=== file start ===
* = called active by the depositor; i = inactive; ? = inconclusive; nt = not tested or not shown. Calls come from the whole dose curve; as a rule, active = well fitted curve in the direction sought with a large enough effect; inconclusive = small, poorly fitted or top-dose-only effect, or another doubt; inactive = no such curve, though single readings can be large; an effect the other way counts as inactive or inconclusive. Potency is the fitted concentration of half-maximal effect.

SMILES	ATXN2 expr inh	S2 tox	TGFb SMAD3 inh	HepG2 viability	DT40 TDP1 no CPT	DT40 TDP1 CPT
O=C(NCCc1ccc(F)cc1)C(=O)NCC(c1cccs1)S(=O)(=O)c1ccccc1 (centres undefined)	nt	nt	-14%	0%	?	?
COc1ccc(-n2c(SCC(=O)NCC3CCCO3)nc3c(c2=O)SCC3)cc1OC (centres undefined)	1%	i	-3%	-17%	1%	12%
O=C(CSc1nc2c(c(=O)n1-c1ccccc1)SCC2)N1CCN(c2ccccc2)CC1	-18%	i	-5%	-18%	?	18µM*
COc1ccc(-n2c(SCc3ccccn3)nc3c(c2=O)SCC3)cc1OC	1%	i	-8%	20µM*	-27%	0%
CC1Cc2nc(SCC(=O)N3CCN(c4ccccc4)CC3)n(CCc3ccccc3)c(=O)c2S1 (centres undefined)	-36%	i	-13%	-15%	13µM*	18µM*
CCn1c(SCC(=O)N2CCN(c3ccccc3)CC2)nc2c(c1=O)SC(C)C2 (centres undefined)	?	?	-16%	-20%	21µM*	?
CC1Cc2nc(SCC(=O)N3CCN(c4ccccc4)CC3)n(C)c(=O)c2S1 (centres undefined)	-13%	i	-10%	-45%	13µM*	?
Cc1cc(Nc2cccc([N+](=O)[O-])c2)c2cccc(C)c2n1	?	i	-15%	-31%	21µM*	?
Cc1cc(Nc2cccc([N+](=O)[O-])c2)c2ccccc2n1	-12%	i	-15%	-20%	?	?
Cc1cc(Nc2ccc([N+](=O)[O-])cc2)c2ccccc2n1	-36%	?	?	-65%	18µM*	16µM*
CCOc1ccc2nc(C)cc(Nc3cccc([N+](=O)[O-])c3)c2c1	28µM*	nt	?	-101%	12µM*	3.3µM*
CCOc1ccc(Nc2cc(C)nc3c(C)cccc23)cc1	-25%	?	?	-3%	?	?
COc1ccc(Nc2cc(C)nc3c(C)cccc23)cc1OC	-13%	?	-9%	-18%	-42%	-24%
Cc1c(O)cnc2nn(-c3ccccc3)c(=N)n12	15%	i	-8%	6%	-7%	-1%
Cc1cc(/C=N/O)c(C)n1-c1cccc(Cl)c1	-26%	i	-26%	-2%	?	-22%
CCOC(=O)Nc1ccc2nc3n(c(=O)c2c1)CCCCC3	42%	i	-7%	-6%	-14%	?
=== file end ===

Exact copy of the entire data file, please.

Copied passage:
* = called active by the depositor; i = inactive; ? = inconclusive; nt = not tested or not shown. Calls come from the whole dose curve; as a rule, active = well fitted curve in the direction sought with a large enough effect; inconclusive = small, poorly fitted or top-dose-only effect, or another doubt; inactive = no such curve, though single readings can be large; an effect the other way counts as inactive or inconclusive. Potency is the fitted concentration of half-maximal effect.

SMILES	ATXN2 expr inh	S2 tox	TGFb SMAD3 inh	HepG2 viability	DT40 TDP1 no CPT	DT40 TDP1 CPT
O=C(NCCc1ccc(F)cc1)C(=O)NCC(c1cccs1)S(=O)(=O)c1ccccc1 (centres undefined)	nt	nt	-14%	0%	?	?
COc1ccc(-n2c(SCC(=O)NCC3CCCO3)nc3c(c2=O)SCC3)cc1OC (centres undefined)	1%	i	-3%	-17%	1%	12%
O=C(CSc1nc2c(c(=O)n1-c1ccccc1)SCC2)N1CCN(c2ccccc2)CC1	-18%	i	-5%	-18%	?	18µM*
COc1ccc(-n2c(SCc3ccccn3)nc3c(c2=O)SCC3)cc1OC	1%	i	-8%	20µM*	-27%	0%
CC1Cc2nc(SCC(=O)N3CCN(c4ccccc4)CC3)n(CCc3ccccc3)c(=O)c2S1 (centres undefined)	-36%	i	-13%	-15%	13µM*	18µM*
CCn1c(SCC(=O)N2CCN(c3ccccc3)CC2)nc2c(c1=O)SC(C)C2 (centres undefined)	?	?	-16%	-20%	21µM*	?
CC1Cc2nc(SCC(=O)N3CCN(c4ccccc4)CC3)n(C)c(=O)c2S1 (centres undefined)	-13%	i	-10%	-45%	13µM*	?
Cc1cc(Nc2cccc([N+](=O)[O-])c2)c2cccc(C)c2n1	?	i	-15%	-31%	21µM*	?
Cc1cc(Nc2cccc([N+](=O)[O-])c2)c2ccccc2n1	-12%	i	-15%	-20%	?	?
Cc1cc(Nc2ccc([N+](=O)[O-])cc2)c2ccccc2n1	-36%	?	?	-65%	18µM*	16µM*
CCOc1ccc2nc(C)cc(Nc3cccc([N+](=O)[O-])c3)c2c1	28µM*	nt	?	-101%	12µM*	3.3µM*
CCOc1ccc(Nc2cc(C)nc3c(C)cccc23)cc1	-25%	?	?	-3%	?	?
COc1ccc(Nc2cc(C)nc3c(C)cccc23)cc1OC	-13%	?	-9%	-18%	-42%	-24%
Cc1c(O)cnc2nn(-c3ccccc3)c(=N)n12	15%	i	-8%	6%	-7%	-1%
Cc1cc(/C=N/O)c(C)n1-c1cccc(Cl)c1	-26%	i	-26%	-2%	?	-22%
CCOC(=O)Nc1ccc2nc3n(c(=O)c2c1)CCCCC3	42%	i	-7%	-6%	-14%	?